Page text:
Shamshad Begum of Chhattisgarh empowering womenOctober 21st, 2008 - 5:33 pm ICT by ANI
By Sandeep Dwivedi
Durg (Chhattisgarh), Oct.21 (ANI): A woman in Durg has transformed the lives of hundreds of women around her with personal intelligence and a strong determination to serve and uplift the society through women empowerment.
Shamshad Begum felt inspired for such a mission after being associated for five years with the governments literacy campaign, started in 1990. She worked as the President of one of the small groups operating in Gundardehi Village.
But later, Begum decided to devote herself for uplift of women in society for the rest of her life.
In 1995, when literacy campaign was started in Gunderdehi Block here, the number of illiterates was 18,265 of which 12269 were women. Courtesy Begum that within six months all the women turned literates and at least 25 of the passed out students pursued studies till standard five.
Shamshad Begum, however, urged the women not to separate having once united as a team through the literacy campaign. She wanted them to realize the strength of their unity. Hence, she constituted them into small groups and in a way kept them together.
She promoted a sense of savings among the womenfolk among these groups. The initiative bore excellent results when with a meager savings of Rs.2, the women bought candles and Kerosene oil to continue their literacy campaign and also motivate others.
These women later took up various social causes and worked for disclosure of local liquor shops and encroachments. With the help of local MLA and District Collector, a separate building Mahila Bhavan for women groups was also built.
Some of the groups ensured several developmental works were properly carried out in their area.
Shamshad Begum ensured setting up of 1,041 self-help groups in Durg district, which was five times higher than the proposed number of 200 groups by district authorities.
Believe it or not, today about 10 million rupees of these self-help groups is deposited in separate banks. Several of these self-help groups today lend money to other needy groups on minimum interest rates.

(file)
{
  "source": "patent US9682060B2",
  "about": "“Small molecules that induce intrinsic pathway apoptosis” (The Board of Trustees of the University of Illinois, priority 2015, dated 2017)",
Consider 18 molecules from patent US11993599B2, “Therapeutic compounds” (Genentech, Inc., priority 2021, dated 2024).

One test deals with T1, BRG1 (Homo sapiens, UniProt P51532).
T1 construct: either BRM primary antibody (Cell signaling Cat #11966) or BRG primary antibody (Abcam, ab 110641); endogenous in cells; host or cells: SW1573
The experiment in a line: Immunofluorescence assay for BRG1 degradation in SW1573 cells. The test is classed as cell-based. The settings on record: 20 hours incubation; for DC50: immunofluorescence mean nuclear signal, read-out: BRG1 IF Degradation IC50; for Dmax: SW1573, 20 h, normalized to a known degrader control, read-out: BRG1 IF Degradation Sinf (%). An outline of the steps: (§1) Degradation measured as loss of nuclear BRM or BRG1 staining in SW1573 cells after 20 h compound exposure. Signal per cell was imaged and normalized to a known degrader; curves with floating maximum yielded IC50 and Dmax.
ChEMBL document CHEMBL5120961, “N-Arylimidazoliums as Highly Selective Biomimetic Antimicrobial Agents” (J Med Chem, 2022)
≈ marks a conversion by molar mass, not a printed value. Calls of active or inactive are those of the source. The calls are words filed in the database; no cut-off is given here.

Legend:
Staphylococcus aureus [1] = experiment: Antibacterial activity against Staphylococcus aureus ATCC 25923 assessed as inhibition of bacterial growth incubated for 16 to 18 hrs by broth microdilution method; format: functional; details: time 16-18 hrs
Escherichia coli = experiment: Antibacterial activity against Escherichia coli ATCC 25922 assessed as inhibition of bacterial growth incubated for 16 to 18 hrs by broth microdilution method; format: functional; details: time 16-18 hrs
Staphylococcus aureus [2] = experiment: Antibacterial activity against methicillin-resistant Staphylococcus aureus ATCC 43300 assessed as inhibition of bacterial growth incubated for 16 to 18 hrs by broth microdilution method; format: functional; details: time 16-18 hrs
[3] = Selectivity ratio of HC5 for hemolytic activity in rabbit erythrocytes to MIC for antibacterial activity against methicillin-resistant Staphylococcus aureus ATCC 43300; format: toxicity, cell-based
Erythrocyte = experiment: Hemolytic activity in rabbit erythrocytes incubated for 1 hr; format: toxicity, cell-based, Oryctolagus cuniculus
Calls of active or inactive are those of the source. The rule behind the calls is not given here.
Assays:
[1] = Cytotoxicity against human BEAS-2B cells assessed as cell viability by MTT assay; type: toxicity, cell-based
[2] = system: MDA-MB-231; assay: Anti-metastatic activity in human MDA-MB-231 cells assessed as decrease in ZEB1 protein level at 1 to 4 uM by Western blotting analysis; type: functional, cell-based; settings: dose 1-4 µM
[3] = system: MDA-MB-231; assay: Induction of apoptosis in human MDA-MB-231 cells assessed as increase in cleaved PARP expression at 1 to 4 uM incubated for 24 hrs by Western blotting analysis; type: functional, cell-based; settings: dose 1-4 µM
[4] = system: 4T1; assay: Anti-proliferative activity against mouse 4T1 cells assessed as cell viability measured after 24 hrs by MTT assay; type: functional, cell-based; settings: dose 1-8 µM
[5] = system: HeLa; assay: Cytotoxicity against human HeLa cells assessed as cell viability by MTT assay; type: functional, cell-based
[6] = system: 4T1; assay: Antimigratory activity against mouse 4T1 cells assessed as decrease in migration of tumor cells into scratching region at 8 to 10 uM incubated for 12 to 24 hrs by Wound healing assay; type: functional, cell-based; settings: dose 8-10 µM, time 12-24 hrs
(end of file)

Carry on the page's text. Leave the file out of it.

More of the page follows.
Women can today borrow money in their challenging times like child delivery, medical treatment of children, and field-work.
Earlier, they were compelled to deposit their jewellery to local lenders for borrowing money.
These self-help groups have created such a faith and credibility with the banks that getting loans hundreds of thousands of rupees today is not a problem for them.
According to the bank managers, the recovery rate from the members of these groups is an impressive 98 per cent. The women return their loan before due time. The members of these groups are today involved in farming, soap making, Kiraya Bhandar, and manufacturing of wheels for bullock carts, said Shamshad Begum, the social activist. To ensure the members could derive benefits of government schemes, Begum has also set up a group of 100 women to learn and propagate about beneficial schemes. She lovingly addresses them her Commandos.
Not just that, Begum has been active under the banner of Sehyogi Jankalyan Samiti (Public welfare cooperation group) and contributing in the field of education, health, economic and social development. She has also married off various needy youngsters. She has also been active in preventing child marriages. She has plans to train her Commandos to have self-defense training in martial arts.
She has even imparted training to 200 groups about leadership skills and sex discrimination under National Bank for Agriculture and Rural Development (NABARD).
Shamshad Begum today deserves appreciation for not only motivating the rural household ladies to come out of their homes but also for instilling self-confidence in them to become independent. (ANI)
Tags: district authorities, durg, empowering women, encroachments, illiterates, kerosene oil, liquor shops, literacy campaign, meager savings, mla, personal intelligence, rs 2, rupees, self help groups, shamshad begum, small groups, strong determination, uplift, women in society, womenfolk